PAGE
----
Thursday, January 7, 2016


(From time to time, I'm going to be writing snippets based on a list of abstract prompts These characters are from the short story that will be coming out in the Circlet Press anthology Like a Spell sometime this year.)

“Oh crumb! Stupid internet.” Callie slammed her laptop shut and tossed it onto the floor.
Ari peered over the top of her textbook. “Callie! Watch your language!” she scolded, suppressing a laugh.
“Ugh. Sorry. My parents were always preaching about bad language and how it shows a lack of creativity. Anyway, why can’t I get a decent wifi signal in your apartment?”
Marking her place with a (not terribly clean) napkin, Ari closed her book. “I think it’s probably all the magic. Interferes with things. If you wait long enough though, sometimes you can log into the network for the French national library!” She crossed the room to stand behind Callie, placing her hands on the other girl’s shoulders and gently kneading. “What were you trying to do, anyway?”
Callie felt the knots in her muscles slowly begin to untie themselves. Maybe, with Ari around, she wouldn’t go around with her shoulders scrunched up to her ears all the time. “Oh, it’s not a big deal. I was just trying to pull up a simulation of the birth of a star.”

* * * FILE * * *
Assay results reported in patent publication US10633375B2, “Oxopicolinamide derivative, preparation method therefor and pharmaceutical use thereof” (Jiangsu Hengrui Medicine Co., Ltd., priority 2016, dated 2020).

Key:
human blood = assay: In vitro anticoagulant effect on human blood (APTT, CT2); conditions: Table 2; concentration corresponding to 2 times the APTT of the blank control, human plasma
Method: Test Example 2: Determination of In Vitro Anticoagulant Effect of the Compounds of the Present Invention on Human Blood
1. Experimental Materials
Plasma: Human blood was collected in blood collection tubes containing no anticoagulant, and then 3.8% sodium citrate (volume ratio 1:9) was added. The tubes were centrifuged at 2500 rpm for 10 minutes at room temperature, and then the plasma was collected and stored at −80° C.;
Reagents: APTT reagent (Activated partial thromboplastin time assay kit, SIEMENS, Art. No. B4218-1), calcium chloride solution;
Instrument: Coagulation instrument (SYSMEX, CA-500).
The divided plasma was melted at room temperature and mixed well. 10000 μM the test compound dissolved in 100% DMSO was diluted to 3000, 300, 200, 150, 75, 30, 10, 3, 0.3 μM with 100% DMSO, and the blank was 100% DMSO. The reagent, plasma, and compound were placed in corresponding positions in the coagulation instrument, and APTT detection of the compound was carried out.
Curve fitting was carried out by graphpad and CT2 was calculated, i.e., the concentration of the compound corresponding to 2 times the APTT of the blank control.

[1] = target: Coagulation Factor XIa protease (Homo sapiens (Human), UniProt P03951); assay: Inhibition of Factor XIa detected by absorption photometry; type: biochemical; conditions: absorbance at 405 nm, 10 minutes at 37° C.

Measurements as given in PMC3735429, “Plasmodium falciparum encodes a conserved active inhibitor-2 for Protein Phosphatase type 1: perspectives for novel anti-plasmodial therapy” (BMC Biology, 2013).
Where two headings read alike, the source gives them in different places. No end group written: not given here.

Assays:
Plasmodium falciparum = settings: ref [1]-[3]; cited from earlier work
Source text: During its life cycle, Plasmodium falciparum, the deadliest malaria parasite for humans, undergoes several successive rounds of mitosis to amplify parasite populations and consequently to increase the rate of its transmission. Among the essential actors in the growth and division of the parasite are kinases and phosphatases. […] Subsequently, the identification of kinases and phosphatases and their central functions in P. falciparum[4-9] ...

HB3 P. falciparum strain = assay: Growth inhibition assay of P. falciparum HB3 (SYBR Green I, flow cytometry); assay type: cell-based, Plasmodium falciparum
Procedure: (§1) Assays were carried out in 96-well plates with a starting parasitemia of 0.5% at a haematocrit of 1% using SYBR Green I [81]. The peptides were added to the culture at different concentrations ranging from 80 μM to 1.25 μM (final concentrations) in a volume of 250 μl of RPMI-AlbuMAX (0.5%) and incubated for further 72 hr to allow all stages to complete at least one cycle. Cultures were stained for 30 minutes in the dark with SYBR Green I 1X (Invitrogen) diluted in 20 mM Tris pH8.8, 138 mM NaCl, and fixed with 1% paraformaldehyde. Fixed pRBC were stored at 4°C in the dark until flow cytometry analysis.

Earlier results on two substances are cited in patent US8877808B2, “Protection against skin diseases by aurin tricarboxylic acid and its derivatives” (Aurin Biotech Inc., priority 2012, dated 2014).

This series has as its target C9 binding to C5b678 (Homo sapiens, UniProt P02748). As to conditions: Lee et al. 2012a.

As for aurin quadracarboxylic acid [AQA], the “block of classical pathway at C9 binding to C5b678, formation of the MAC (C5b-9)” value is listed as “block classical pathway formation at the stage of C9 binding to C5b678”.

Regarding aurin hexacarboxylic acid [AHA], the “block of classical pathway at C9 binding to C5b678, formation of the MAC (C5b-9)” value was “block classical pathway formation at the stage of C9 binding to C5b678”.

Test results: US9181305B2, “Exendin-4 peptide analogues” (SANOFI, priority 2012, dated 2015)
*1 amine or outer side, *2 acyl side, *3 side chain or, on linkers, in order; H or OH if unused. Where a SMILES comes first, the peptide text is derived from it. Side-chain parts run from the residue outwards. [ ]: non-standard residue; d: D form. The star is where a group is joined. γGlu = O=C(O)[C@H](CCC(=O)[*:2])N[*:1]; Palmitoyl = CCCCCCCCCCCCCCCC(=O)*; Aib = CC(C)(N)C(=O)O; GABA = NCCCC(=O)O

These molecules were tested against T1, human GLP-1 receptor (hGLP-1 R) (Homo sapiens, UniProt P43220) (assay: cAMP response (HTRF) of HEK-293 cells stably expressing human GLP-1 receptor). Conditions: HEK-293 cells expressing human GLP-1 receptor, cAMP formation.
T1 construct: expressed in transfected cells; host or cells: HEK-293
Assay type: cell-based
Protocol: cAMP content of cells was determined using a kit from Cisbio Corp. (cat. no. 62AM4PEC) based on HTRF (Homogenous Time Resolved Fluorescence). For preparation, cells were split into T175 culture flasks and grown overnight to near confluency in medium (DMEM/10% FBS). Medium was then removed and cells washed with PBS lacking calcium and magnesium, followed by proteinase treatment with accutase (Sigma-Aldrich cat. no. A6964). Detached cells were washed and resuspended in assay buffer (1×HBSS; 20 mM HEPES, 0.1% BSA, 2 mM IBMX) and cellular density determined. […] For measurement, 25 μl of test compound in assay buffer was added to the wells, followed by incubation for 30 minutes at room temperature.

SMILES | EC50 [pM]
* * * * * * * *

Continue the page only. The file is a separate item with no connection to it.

Ari slid her fingers into Callie’s short, spiky hair and began to massage her scalp. “Huh. I thought you knew that kind of thing already.”
Callies eyelids fluttered shut and she drooped lower in her seat. “Mmm, that feels amazing. Um… yeah. I mean, I do know it. But I was just reading about it again and I wanted to see it in action. I wish we had a planetarium here.”
Ari smiled to herself, suddenly inspired. “Do you have a copy of what you were reading?”
“Mm-hmm.” Callie pointed to a magazine on her lap.
As she continued to read, she felt her voice filling the room, and heard the sharp intake of breath as the cosmic objects she described began to take shape in the darkness behind Callie’s eyes. She could feel them herself, a bit - a sense of slight vertigo as the gases and dust began to plummet towards their own gravitational center; light-headed elation as they whirled faster and faster and finally began to glow.
When she finished, she let the magazine fall to the floor and leaned down to breathe a wisp of a kiss into Callie’s hair. “See? No planetarium required.” 

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